Question Platform switch from x299 to z490

sodium.in.toilet

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Is it worth spending alittle more money to get a 10700k and z490 motherboard instead of getting a 7900x? I already have the x299 motherboard.
 

Darkbreeze

Retired Mod
Depends on what you run. For games or applications that primarily benefit from strong single core performance or fewer than 8 cores, then the 10700k is the stronger option.

If instead you run applications or games that are WELL optimized for threaded performance, or you do a lot of HEAVY multitasking where more than 8 cores (16 threads total) are beneficial, which honestly is probably few scenarios where ten cores is going to offer a significant benefit versus "only" 8, then the 7900x is technically a winner.

The fact that you can run the 10700k on much less substantial cooling might be a consideration as well. I think it would probably come down to, for me, whether you can get the 7900x for less than you can get a decent Z490 board and CPU, and I doubt that you can do that unless you have resources that most don't have. A brand new 10th gen CPU and motherboard are much cheaper than what I see the 7900x going for.
 

sodium.in.toilet

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Depends on what you run. For games or applications that primarily benefit from strong single core performance or fewer than 8 cores, then the 10700k is the stronger option.

If instead you run applications or games that are WELL optimized for threaded performance, or you do a lot of HEAVY multitasking where more than 8 cores (16 threads total) are beneficial, which honestly is probably few scenarios where ten cores is going to offer a significant benefit versus "only" 8, then the 7900x is technically a winner.

The fact that you can run the 10700k on much less substantial cooling might be a consideration as well. I think it would probably come down to, for me, whether you can get the 7900x for less than you can get a decent Z490 board and CPU, and I doubt that you can do that unless you have resources that most don't have. A brand new 10th gen CPU and motherboard are much cheaper than what I see the 7900x going for.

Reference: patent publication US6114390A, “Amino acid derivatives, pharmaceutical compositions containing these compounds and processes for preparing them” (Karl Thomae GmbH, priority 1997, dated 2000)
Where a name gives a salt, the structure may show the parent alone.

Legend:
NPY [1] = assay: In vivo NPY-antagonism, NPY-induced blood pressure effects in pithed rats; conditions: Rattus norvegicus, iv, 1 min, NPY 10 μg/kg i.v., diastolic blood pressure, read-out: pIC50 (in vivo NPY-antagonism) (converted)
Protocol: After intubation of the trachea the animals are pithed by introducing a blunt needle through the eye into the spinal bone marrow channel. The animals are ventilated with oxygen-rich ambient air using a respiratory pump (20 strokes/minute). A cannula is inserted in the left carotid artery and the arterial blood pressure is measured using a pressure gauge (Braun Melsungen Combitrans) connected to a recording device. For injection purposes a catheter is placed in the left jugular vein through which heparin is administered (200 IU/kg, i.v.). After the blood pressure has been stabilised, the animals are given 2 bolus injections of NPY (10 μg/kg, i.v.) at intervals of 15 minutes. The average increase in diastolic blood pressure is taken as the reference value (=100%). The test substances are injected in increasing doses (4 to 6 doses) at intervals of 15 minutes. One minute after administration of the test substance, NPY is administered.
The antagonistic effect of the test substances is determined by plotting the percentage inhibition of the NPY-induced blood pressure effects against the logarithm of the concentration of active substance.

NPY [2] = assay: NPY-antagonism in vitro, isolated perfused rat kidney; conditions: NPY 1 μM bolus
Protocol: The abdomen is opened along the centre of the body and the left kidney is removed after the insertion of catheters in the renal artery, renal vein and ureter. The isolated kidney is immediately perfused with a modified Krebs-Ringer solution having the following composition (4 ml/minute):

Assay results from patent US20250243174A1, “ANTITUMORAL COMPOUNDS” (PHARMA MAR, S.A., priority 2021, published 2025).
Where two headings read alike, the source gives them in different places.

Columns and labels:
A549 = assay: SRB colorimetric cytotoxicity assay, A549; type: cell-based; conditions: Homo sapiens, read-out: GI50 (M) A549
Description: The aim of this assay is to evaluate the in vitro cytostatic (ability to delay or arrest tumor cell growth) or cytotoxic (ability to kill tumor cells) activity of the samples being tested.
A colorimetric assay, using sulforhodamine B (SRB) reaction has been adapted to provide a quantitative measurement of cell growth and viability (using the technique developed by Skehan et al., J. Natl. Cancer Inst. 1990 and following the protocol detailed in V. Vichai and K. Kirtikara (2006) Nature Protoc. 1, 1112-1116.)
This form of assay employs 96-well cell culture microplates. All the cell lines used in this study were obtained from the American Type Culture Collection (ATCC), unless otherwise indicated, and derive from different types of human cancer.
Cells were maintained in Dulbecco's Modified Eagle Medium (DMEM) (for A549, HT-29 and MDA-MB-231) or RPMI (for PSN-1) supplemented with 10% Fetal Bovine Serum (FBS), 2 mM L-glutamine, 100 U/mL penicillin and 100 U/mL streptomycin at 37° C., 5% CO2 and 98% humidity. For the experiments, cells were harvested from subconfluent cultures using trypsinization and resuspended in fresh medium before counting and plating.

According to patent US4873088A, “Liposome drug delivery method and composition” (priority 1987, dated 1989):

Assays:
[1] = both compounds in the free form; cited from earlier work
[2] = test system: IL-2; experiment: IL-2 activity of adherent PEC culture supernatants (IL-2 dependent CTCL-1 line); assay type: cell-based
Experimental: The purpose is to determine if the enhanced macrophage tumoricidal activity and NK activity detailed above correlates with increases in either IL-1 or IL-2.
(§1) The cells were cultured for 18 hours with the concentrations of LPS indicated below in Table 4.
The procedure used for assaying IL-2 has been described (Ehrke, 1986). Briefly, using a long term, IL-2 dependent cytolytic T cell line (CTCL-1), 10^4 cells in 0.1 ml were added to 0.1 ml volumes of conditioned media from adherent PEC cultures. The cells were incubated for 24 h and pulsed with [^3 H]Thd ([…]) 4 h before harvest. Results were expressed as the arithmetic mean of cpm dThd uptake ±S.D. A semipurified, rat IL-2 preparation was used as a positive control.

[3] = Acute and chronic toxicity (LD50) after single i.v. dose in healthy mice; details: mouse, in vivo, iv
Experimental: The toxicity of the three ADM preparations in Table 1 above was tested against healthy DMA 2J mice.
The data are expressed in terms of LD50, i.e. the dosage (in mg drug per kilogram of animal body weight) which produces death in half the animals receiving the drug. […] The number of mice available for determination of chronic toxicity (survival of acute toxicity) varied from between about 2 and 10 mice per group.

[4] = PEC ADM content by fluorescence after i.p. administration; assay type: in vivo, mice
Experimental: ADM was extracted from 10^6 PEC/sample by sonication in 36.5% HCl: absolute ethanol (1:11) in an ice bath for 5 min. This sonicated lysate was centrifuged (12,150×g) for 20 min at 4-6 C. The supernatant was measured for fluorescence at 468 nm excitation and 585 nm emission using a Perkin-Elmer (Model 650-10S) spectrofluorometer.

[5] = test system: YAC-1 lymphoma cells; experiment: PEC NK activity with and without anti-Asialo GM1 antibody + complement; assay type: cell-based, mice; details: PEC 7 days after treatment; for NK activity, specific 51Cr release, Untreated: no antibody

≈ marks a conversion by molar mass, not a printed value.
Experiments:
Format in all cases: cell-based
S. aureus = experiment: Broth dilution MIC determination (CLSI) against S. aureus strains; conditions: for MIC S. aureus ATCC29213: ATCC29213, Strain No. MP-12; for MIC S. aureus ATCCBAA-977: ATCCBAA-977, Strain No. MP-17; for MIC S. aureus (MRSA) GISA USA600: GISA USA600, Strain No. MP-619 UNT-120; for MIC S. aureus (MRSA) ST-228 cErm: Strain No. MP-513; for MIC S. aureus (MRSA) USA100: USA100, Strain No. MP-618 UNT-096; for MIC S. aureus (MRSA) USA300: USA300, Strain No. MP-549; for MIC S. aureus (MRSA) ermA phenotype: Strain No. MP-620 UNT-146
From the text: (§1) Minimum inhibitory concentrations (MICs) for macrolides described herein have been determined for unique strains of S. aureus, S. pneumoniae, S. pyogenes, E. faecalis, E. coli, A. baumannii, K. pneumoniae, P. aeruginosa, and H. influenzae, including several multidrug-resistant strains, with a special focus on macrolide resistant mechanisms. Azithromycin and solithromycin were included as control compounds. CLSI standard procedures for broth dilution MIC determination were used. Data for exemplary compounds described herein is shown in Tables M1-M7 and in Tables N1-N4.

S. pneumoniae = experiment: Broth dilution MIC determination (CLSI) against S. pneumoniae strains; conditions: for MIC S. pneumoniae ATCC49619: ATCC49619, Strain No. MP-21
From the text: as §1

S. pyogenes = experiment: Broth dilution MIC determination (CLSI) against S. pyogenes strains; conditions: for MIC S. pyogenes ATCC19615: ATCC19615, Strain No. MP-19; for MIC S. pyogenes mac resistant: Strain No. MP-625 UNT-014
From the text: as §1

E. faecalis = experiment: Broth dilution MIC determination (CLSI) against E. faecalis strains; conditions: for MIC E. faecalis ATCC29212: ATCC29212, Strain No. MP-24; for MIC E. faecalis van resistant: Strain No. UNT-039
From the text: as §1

I forgot to mention I have the cooling and everything I need. Also playing games none of the desktop stuff. If I get the 10700k I would get it new and if I got the 7900x I would get it used. I just got a refurbished 7640x from my rma and my motherboard is still in the return window. I also have the option to go amd. Somebody said I should go with the 5800x, but that compares to the 10900k right? What would be the AMD equivalent of the 10700k?
 

Darkbreeze

Retired Mod
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sodium.in.toilet

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For gaming only, the 10700k is clearly the better choice. There are few if any games that use more than 16 threads, and 8 stronger cores are going to be more beneficial in gaming than 10 significantly weaker ones. By significantly weaker, I mean to the tune of about a 15% stronger per core performance on the 10700k.

https://www.cpubenchmark.net/compare/Intel-i7-10700K-vs-Intel-i9-7900X/3733vs3035
The 7900x does about the same fps as the 9900k. Does that mean the 10700k outperforms the 9900k?
 

Darkbreeze

Retired Mod
The 10700k is the exact same CPU as the 9900k, except it has been configured with a 100mhz faster peak boost clock, it NATIVELY supports 2933mhz RAM rather than 2666mhz RAM on the 9900k (But both support faster XMP or manually configured memory speeds) and uses a different socket LGA 1200 instead of LGA 1151. Other than that they are pretty much identical. Both have the same cache, same onboard graphics, support the same number of memory channels, and so on.